Less encouraging is the fact that one in four American retirees are worried they will run out of money. Twenty-eight percent of retirees say they might need to find a job to supplement their retirement income. In contrast, Canadian retirees are more confident: 30% say they were not impacted by the recession, with just 12% concerned they might run out of money and 10% considering job hunting.

Interestingly, the top advice from American retirees to those next in line is not financial advice. Americans first recommend that retirees take better care of their health (53%) and second, talk to their spouses before retiring to ensure they have the same vision (50%), followed by maxing out their 401Ks (38%).

In contrast, Canadians are more focused on their financial health. The top advice from Canadian retirees is to max out an RRSP (48%) and then to talk to their spouses about retirement dreams (46%) followed by taking care of their health (36%).

“These findings reflect my experience in both countries, that while Canadians and Americans are incredibly similar in many ways, there are significant differences in attitudes and behaviours,” says McKenna. “With an aging population in both countries, it is essential to understand the current experiences of retirees, both positive and negative. There are learnings from today’s retirees on both sides of the border that can help to inform their respective neighbours as they plan for their future retirement.”

When asked about the mistakes they made in planning for their retirement, a significant number of retirees in Canada and the US say they did not start saving until they were over 40 (28% of Canadians retirees and 32% of Americans).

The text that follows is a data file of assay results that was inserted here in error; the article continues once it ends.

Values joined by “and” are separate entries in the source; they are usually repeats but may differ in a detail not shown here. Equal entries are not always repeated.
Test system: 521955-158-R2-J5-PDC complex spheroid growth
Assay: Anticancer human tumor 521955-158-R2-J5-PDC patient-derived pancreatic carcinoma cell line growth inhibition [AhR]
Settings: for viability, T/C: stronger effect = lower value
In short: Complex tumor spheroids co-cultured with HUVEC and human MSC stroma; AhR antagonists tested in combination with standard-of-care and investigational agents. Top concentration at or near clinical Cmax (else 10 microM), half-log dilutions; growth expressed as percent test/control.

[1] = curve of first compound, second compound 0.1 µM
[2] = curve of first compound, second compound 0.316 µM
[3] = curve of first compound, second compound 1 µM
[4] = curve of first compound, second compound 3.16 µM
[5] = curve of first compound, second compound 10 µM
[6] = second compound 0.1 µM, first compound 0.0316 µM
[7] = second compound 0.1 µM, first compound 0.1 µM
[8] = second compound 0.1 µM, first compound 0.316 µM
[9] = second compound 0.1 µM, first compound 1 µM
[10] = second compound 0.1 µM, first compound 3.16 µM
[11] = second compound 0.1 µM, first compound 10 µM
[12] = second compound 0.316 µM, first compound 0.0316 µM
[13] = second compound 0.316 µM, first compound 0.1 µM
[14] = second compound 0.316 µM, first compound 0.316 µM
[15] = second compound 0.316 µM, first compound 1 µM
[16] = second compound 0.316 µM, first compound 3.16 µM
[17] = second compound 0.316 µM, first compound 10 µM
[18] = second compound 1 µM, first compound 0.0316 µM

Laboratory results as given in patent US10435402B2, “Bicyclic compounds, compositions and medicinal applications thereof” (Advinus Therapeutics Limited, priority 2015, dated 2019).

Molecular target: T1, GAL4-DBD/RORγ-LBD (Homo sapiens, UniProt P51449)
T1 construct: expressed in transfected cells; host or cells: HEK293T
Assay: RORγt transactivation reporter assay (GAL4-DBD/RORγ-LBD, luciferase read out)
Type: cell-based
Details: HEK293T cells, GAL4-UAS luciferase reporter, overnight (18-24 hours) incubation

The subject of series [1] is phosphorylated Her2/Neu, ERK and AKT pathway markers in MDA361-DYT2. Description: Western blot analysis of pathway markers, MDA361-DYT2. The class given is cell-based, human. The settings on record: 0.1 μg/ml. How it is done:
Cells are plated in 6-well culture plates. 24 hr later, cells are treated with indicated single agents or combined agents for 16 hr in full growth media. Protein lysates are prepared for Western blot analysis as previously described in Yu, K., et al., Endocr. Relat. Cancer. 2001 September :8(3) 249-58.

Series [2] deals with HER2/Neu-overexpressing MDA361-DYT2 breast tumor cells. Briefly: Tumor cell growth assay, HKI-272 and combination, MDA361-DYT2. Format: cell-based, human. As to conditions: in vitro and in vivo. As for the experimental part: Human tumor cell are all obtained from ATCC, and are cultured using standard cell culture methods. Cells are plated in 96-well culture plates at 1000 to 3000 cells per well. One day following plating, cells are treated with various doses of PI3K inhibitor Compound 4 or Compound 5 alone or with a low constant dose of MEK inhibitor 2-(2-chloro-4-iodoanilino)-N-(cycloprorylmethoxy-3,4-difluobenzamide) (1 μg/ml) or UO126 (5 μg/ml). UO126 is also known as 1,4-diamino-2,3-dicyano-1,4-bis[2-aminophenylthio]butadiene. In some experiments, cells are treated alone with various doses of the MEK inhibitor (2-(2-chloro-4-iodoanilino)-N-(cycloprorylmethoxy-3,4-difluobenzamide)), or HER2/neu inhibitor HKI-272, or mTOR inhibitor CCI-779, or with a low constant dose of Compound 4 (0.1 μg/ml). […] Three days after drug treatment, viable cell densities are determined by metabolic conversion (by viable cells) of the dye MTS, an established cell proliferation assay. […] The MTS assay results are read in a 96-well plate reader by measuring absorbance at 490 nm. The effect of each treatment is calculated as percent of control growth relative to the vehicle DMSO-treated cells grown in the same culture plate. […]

Among the smartest things retirees say they did in planning for their retirement were working for a company with a matching retirement savings plan or pension plan (39% of Canadians and 27% of Americans) and living within their means (28% of Canadians and 27% of Americans).

“Living within your means is ideal, particularly if you know what those “means” will look like in retirement,” says Lovett-Reid. “What you want for retirement are a series of choices, not a series of takeaways. Talk to an advisor about how you may envision your retirement and develop a custom financial plan to help you get there. Visit for planning tools that can help get you started and keep your retirement plan on track.”


The TD North American Report on Retirement is a survey of 1002 retired Canadians and 1009 retired Americans between the ages of 55-70. The survey was conducted by Angus-Reid Public Opinion, a division of VisionCritical, between January 12-18, 2010.

The Toronto-Dominion Bank and its subsidiaries are collectively known as TD Bank Financial Group. TD Bank Financial Group is the sixth largest bank in North America by branches and serves more than 18 million customers in four key businesses operating in a number of locations in key financial centres around the globe: Canadian Personal and Commercial Banking, including TD Canada Trust and TD Insurance; Wealth Management, including TD Waterhouse and an investment in TD Ameritrade; U.S. Personal and Commercial Banking, including TD Bank, America’s Most Convenient Bank; and Wholesale Banking, including TD Securities. TD Bank Financial Group also ranks among the world’s leading online financial services firms, with more than 6 million online customers. TD Bank Financial Group had CDN$557 billion in assets on October 31, 2009. The Toronto-Dominion Bank trades under the symbol “TD” on the Toronto and New York Stock Exchanges.